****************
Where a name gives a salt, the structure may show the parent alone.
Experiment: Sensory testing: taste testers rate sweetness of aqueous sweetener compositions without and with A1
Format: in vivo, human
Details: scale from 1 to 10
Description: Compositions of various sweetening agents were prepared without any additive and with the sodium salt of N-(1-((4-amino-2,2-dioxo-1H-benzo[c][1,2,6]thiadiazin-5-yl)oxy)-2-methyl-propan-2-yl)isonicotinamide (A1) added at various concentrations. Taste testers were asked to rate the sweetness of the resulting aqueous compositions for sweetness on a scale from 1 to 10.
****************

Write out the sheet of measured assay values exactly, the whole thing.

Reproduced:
Where a name gives a salt, the structure may show the parent alone.
Experiment: Sensory testing: taste testers rate sweetness of aqueous sweetener compositions without and with A1
Format: in vivo, human
Details: scale from 1 to 10
Description: Compositions of various sweetening agents were prepared without any additive and with the sodium salt of N-(1-((4-amino-2,2-dioxo-1H-benzo[c][1,2,6]thiadiazin-5-yl)oxy)-2-methyl-propan-2-yl)isonicotinamide (A1) added at various concentrations. Taste testers were asked to rate the sweetness of the resulting aqueous compositions for sweetness on a scale from 1 to 10.